His Judd Apatow/Seth Rogen pilot didn't take off

Before Judd Apatow was a "king of comedy" in Hollywood, he had a string of failed projects in the early '00s. North Hollywood, a critically acclaimed pilot about struggling actors, featured Reinhold playing a role he knew all too well—a washed-up version of himself. Had North Hollywood been picked up by ABC when it was made in 2001, Reinhold would've been in good company—the cast included future superstars Amy Poehler, Jason Segel, Seth Rogen, Amy Schumer, and Kevin Hart. What could've been an ironic comeback for the Beverly Hills Cop star never got off the ground. Meanwhile, Apatow and everyone else in the cast went on to run Hollywood.

His sitcom lasted a month

Reinhold played the father in The O'Keefes, a WB sitcom about a bunch of wacky homeschooled kids. The show was short-lived, with only five episodes airing in 2003. (It debuted to little fanfare, with EW calling Reinhold "eternally grating" in their TV season preview before the show even premiered.) Tania Raymonde, star of shows like Lost and Goliath, was the only actor to emerge from this forgotten family show unscathed.

Beverly Hills Cop IV is constantly delayed

News of a fourth Beverly Hills Cop has been brewing for years, though the project has met with constant roadblocks. (It was even removed from Paramount's schedule in 2015.) Belgian directors Adil El Arbi and Bilall Fallah (Black) were hired in June of 2016, following Rush Hour helmer Brett Ratner exiting the project. Reinhold has been frequently quoted about the fourth-quel's many false starts, including one potential take set in London and one script where his character Det. Rosewood is killed off. Seeing as how another Cop outing is Reinhold's best shot at starring in a surefire Hollywood blockbuster, it's safe to say he's still holding out hope that Murphy will "shakedown" the studio and make it happen.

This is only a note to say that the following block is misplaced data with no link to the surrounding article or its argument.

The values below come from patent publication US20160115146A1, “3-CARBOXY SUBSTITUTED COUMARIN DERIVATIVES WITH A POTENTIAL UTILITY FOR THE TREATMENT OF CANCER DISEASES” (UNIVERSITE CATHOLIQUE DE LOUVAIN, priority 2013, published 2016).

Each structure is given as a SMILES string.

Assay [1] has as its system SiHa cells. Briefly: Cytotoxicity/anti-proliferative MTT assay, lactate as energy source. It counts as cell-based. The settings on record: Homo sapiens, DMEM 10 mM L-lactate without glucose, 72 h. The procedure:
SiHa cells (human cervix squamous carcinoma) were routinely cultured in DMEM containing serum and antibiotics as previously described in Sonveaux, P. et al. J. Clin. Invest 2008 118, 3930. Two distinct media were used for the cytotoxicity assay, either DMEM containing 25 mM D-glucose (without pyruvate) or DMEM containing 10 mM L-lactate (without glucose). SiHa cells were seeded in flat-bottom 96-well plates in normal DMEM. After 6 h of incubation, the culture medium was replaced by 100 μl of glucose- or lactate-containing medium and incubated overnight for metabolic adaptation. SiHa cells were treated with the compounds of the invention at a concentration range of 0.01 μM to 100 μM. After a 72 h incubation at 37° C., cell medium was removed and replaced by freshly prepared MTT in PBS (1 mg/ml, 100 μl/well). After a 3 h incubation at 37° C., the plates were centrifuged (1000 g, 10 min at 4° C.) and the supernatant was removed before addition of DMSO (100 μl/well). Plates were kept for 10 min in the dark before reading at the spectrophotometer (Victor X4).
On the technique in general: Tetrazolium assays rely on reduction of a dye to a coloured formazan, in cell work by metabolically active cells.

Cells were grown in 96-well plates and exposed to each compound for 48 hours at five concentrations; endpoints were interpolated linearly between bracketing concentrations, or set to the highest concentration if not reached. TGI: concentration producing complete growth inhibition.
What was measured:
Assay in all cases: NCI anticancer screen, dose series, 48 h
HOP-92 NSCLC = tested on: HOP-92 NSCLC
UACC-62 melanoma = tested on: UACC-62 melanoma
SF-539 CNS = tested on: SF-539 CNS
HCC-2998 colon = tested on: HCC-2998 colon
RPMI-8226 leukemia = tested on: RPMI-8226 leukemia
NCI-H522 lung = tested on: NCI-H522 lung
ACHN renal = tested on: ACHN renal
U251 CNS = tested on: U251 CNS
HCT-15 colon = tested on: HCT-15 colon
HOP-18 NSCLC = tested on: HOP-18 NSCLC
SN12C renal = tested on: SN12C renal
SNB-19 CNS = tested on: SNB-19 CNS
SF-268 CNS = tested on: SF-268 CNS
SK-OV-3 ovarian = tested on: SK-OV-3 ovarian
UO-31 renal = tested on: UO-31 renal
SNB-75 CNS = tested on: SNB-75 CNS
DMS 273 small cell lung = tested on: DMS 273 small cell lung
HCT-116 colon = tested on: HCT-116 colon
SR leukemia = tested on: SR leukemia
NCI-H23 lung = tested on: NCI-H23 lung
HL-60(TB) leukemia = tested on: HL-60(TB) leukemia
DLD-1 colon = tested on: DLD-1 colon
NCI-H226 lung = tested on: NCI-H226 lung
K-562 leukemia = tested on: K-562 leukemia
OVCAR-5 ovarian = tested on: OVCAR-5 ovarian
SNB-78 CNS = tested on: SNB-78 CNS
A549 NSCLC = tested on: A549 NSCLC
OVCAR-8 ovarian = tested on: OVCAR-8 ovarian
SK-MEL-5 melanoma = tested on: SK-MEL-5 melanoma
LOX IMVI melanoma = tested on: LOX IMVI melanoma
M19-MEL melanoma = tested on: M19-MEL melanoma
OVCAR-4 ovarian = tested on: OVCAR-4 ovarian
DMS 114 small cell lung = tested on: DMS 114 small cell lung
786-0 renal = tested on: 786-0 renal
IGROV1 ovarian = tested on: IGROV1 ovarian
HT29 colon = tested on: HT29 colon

He failed to capitalize on his Arrested Development cameo

Reinhold appeared as himself in a fan favorite Arrested Development episode, hosting the fake show Mock Trial with J. Reinhold. (William Hung led the "Hung Jury" band.) Despite earning him cred in the comedy world, this cameo didn't do much for Reinhold's career. After starring in The Santa Clause 2, Reinhold made sporadic appearances on TV shows and in direct-to-DVD fare. Unfortunately he didn't return for the Arrested Development Netflix reboot. Here's hoping he's back in the judge's seat for the next Arrested outing.

There's hope for a comeback

Reinhold will forever be beloved to filmgoers of a certain age, and he earned a lot of goodwill among comedy fans for his Arrested Development appearance—his road to a comeback could come through reminding people how funny he can be. His recent appearance on TBS' offbeat sitcom The Detour is a step in the right direction.

He'll also star in the upcoming movies Grandmothers Murder Club, which features the late Florence Henderson's final role, and Highly Functional opposite Bruce Campbell. He's embraced his age as well, going bald for a role as a real-life coach in the 2016 film My Many Sons. And, hey, maybe Eddie Murphy finally find the right script and decide to do another Beverly Hills Cop movie after all. Axel Foley himself could also use a hit film right about now.